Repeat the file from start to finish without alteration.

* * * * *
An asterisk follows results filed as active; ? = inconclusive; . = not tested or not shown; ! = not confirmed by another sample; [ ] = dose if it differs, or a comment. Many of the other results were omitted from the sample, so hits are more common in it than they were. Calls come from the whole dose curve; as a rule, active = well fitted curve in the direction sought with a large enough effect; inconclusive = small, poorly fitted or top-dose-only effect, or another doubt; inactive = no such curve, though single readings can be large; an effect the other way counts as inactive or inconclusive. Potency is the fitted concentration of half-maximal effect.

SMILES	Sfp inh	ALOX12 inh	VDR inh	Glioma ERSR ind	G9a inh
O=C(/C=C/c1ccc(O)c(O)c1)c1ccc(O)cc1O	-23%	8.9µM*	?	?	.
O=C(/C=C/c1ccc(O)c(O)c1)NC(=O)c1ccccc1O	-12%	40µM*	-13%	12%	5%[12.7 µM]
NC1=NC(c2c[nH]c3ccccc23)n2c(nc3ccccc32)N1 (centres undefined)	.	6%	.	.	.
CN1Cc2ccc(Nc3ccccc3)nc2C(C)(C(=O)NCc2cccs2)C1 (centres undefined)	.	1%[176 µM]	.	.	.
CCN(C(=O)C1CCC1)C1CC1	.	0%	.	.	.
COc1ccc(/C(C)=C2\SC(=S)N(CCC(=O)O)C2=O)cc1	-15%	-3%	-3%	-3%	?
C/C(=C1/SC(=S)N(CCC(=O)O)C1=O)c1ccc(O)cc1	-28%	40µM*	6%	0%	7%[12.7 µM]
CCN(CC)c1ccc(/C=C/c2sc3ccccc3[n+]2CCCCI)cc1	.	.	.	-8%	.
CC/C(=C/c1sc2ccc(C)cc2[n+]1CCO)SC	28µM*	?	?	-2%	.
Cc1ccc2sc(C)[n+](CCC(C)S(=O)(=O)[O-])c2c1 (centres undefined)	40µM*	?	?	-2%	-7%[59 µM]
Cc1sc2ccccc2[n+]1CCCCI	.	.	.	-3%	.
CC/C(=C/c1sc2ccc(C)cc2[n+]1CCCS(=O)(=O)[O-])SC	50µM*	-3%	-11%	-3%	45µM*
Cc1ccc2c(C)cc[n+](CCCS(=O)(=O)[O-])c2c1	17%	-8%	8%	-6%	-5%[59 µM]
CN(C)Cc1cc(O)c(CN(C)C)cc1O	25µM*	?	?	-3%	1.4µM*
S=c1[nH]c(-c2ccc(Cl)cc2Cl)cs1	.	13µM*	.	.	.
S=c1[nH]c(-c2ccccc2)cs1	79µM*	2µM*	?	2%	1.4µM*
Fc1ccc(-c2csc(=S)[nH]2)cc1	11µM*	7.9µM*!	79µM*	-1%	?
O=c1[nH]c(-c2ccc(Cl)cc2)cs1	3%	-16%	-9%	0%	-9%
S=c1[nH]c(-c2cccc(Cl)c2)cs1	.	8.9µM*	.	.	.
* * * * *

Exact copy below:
An asterisk follows results filed as active; ? = inconclusive; . = not tested or not shown; ! = not confirmed by another sample; [ ] = dose if it differs, or a comment. Many of the other results were omitted from the sample, so hits are more common in it than they were. Calls come from the whole dose curve; as a rule, active = well fitted curve in the direction sought with a large enough effect; inconclusive = small, poorly fitted or top-dose-only effect, or another doubt; inactive = no such curve, though single readings can be large; an effect the other way counts as inactive or inconclusive. Potency is the fitted concentration of half-maximal effect.

SMILES	Sfp inh	ALOX12 inh	VDR inh	Glioma ERSR ind	G9a inh
O=C(/C=C/c1ccc(O)c(O)c1)c1ccc(O)cc1O	-23%	8.9µM*	?	?	.
O=C(/C=C/c1ccc(O)c(O)c1)NC(=O)c1ccccc1O	-12%	40µM*	-13%	12%	5%[12.7 µM]
NC1=NC(c2c[nH]c3ccccc23)n2c(nc3ccccc32)N1 (centres undefined)	.	6%	.	.	.
CN1Cc2ccc(Nc3ccccc3)nc2C(C)(C(=O)NCc2cccs2)C1 (centres undefined)	.	1%[176 µM]	.	.	.
CCN(C(=O)C1CCC1)C1CC1	.	0%	.	.	.
COc1ccc(/C(C)=C2\SC(=S)N(CCC(=O)O)C2=O)cc1	-15%	-3%	-3%	-3%	?
C/C(=C1/SC(=S)N(CCC(=O)O)C1=O)c1ccc(O)cc1	-28%	40µM*	6%	0%	7%[12.7 µM]
CCN(CC)c1ccc(/C=C/c2sc3ccccc3[n+]2CCCCI)cc1	.	.	.	-8%	.
CC/C(=C/c1sc2ccc(C)cc2[n+]1CCO)SC	28µM*	?	?	-2%	.
Cc1ccc2sc(C)[n+](CCC(C)S(=O)(=O)[O-])c2c1 (centres undefined)	40µM*	?	?	-2%	-7%[59 µM]
Cc1sc2ccccc2[n+]1CCCCI	.	.	.	-3%	.
CC/C(=C/c1sc2ccc(C)cc2[n+]1CCCS(=O)(=O)[O-])SC	50µM*	-3%	-11%	-3%	45µM*
Cc1ccc2c(C)cc[n+](CCCS(=O)(=O)[O-])c2c1	17%	-8%	8%	-6%	-5%[59 µM]
CN(C)Cc1cc(O)c(CN(C)C)cc1O	25µM*	?	?	-3%	1.4µM*
S=c1[nH]c(-c2ccc(Cl)cc2Cl)cs1	.	13µM*	.	.	.
S=c1[nH]c(-c2ccccc2)cs1	79µM*	2µM*	?	2%	1.4µM*
Fc1ccc(-c2csc(=S)[nH]2)cc1	11µM*	7.9µM*!	79µM*	-1%	?
O=c1[nH]c(-c2ccc(Cl)cc2)cs1	3%	-16%	-9%	0%	-9%
S=c1[nH]c(-c2cccc(Cl)c2)cs1	.	8.9µM*	.	.	.